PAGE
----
My Top Five Books of the Year Through June (2013)

5 favorites

I’ve read lots of pleasant books this year, books that were well-written, compelling stories with believable characters. But I haven’t read many books that changed my world like I did last year. Nothing that is on the same level as Excellent Women, Death Comes for the Archbishop or The Song of Achilles. Therefore, I found it hard to choose my top five books of the year so far because everything I’ve read has been about on the same level of excellence – everything really good, but not earth shattering for me. So,after much thought and debate, I’ve chosen the following five as my favorites through June. A nice surprise is that I read two of them for my book club.

Life After Life by Kate Atkinson“The writing in Life After Life is quite beautiful, the kind of writing that gets to your heart and  makes you think and ponder the purpose of life and the nature of human behavior. I really loved the setting and the time period (England and the early twentieth century) and was mesmerized by the scenes set during the London bombings during World War II. I worried about how Atkinson would finish the novel, but the ending is perfect and complete.”

The Innocents by Francesca Segal ” Francesca Segal has done a marvelous job of transforming Wharton’s tale into a 21st century story of duty vs. desire. The setting is brilliant and utterly fascinating and the characters are all complex and sympathetic.”

State of Wonder by Ann Patchett “I think Ann Patchett created a quiet masterpiece with State of Wonder. I enjoyed it, engaged with it and was emotionally affected by the story more than I have been by a novel in a while. Her writing is understated yet gorgeous and she doesn’t judge her characters – she tells their story and leaves the interpretation to the reader.”

Rules of Civility by Amor Towles “The two best things about this novel are the setting and Katey. Towles conjures the allure of the city with his vibrant descriptions of the buildings, the streets, the nightlife, the energy and bustle. Katey is described with the same enthusiasm. She is smart, funny, clever, sassy and self-reflective. It is a joy to watch her make her way in the world and discover who she wants to be and how she wants to live. She narrates the story and her voice is completely endearing and authentic.”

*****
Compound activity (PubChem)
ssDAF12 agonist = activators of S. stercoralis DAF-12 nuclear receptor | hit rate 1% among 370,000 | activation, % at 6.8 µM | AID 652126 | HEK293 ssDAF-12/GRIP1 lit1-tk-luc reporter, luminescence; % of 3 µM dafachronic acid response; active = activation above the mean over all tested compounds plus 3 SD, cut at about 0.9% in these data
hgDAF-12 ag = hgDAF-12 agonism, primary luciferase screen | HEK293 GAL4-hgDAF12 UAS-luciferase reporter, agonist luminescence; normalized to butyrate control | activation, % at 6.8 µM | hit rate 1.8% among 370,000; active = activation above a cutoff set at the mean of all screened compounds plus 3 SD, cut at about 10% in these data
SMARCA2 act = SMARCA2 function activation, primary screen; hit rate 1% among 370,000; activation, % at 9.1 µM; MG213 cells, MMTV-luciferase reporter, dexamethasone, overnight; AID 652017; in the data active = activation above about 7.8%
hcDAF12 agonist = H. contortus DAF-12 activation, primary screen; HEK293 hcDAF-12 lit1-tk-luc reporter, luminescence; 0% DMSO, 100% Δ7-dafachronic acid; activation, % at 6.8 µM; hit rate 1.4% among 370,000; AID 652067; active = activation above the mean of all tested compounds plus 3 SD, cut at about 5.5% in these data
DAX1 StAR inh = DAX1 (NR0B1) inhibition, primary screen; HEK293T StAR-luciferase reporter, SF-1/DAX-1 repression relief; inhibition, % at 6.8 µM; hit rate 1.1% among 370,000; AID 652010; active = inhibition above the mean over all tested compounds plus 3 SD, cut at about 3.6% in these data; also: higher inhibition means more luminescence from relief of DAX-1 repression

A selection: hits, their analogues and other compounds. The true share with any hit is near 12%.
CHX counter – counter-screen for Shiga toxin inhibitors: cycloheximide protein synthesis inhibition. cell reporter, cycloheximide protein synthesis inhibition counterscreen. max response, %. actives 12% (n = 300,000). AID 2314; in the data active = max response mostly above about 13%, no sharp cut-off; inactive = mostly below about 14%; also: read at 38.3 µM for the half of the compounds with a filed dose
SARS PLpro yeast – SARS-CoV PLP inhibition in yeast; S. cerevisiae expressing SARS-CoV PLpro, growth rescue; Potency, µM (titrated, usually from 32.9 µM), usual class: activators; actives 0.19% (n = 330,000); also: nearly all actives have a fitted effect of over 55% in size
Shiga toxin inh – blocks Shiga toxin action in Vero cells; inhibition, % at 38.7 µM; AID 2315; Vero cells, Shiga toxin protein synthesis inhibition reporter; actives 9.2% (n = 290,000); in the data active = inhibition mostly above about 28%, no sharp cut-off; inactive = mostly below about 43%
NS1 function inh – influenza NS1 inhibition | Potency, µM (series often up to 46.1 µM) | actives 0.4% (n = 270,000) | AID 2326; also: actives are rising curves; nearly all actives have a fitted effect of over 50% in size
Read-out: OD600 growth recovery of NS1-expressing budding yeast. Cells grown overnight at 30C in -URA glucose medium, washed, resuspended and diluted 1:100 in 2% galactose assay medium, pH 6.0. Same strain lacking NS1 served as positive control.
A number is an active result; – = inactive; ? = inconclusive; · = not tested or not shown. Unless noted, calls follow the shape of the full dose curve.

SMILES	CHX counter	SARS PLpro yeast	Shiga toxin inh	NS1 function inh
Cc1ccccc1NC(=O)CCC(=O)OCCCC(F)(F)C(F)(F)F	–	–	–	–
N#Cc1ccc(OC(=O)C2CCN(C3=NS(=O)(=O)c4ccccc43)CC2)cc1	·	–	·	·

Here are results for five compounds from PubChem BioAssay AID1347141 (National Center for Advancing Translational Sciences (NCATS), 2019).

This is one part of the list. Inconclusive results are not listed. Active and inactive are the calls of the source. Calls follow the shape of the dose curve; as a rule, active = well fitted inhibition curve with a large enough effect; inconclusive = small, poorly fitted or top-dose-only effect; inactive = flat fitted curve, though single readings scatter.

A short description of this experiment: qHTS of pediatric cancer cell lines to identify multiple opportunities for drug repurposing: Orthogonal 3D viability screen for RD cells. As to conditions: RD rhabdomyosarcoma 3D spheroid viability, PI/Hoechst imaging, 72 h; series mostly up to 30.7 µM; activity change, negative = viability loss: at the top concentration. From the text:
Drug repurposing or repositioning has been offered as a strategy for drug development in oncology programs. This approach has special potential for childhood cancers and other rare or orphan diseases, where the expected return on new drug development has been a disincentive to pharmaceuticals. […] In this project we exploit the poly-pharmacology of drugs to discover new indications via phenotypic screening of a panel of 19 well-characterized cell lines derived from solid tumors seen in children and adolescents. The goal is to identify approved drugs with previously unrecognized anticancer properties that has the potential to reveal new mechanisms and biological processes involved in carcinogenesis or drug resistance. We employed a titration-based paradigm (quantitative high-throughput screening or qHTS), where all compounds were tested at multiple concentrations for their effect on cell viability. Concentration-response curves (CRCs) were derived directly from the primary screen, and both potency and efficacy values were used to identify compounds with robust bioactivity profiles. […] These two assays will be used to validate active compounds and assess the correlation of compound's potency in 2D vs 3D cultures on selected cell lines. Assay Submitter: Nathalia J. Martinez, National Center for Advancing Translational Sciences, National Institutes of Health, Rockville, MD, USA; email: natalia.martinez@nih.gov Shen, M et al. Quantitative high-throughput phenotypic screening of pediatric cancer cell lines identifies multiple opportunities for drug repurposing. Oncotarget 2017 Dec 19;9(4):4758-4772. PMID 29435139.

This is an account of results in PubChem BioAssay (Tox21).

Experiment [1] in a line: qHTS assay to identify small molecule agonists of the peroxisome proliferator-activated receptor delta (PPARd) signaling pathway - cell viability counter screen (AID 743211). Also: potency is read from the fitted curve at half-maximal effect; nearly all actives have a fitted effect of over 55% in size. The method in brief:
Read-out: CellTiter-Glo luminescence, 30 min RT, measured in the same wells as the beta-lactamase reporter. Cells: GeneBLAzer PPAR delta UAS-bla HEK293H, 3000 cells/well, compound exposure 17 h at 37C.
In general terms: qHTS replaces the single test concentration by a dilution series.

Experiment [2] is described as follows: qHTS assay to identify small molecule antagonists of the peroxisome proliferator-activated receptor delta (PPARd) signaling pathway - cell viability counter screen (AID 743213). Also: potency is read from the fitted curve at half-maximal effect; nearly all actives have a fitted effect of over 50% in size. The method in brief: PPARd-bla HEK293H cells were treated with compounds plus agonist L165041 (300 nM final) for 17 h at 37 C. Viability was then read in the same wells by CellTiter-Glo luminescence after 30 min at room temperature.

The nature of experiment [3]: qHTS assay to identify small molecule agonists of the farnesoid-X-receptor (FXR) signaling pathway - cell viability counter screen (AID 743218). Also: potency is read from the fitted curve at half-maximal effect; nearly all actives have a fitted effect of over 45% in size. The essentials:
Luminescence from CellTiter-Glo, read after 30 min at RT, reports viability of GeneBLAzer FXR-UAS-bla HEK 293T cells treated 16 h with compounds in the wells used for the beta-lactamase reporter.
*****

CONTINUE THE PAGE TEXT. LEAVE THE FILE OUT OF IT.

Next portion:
The Mountain Lion by Jean Stafford“Jean Stafford is a vivid storyteller who shows an utter lack of sympathy for her characters that I found disconcerting, but refreshing. Their weakness and folly is harshly paraded before us yet I understood and liked them the better for it. The confusion, bitterness and yearning of adolescence is painfully depicted so that we can identify with Ralph and Molly though we may not want to be in the same room with them.”

These are my five favorites of the 30 books I read during the first half of the year. I can’t wait to discover my favorites of the second half of 2013.

What are your favorites books of 2013 (so far)? Do you have any exciting plans for the weekend?

State of Wonder by Ann Patchett


At the first meeting of my new book club a few weeks ago, we had a riveting and lively discussion about State of Wonder by Ann Patchett. Most of us liked it, one person didn’t very much, but I think we all agreed that it was beautifully written and completely absorbing.

Marina Singh is a scientist who studies statins in a lab in Minnesota. When her co-worker, Anders, dies in the Amazon she is enlisted by both Anders’s wife and her boss (with whom she is having a secret relationship) to travel to Brazil and find out how he died and where he is buried. Anders had been trying to prod Dr. Annick Swenson to complete her research on a new fertility drug she is developing for their company. When Marina arrives at the camp she realizes that the research is disguising Dr. Swenson’s true goals, but she is lulled into complaisance by the freedom of living away from American society and by her relationship with a little boy named Easter who was informally adopted by Dr. Swenson. She quickly becomes comfortable living in the forest with limited modern conveniences and rough living conditions until an unexpected discovery forces her to make a drastic choice.

State of Wonder is an intricate, dynamic story that explores the ethics of invading native cultures for gain, the business of drug development and also touches on issues of aging, friendship, and regret. The story is told from Marina’s viewpoint and we come to know her as an intelligent, thoughtful and searching woman who goes to Brazil at a time when she is questioning her life decisions. She is a passive character without a strong backbone who is a perfect contrast to Dr. Swenson, an extremely steely lady who never questions herself.

The pacing is quite slow and this was a problem for several people in my book group. It is definitely not plot driven and there are many long descriptive passages and large chunks when nothing seems to happen. I really like this style and prefer a more leisurely narrative so I connected with the book in a way that some of my friends didn’t. I admire authors who can sustain my interest without constantly throwing twists and shocks into the story.

I think Ann Patchett created a quiet masterpiece with State of Wonder. I enjoyed it, engaged with it and was emotionally affected by the story more than I have been by a novel in a while. Her writing is understated yet gorgeous and she doesn’t judge her characters – she tells their story and leaves the interpretation to the reader.

I’ve loved both Patchett books I’ve read (the other was Truth and Beauty) and will read more of her novels this year. Have you read her books? Which would you recommend I read next?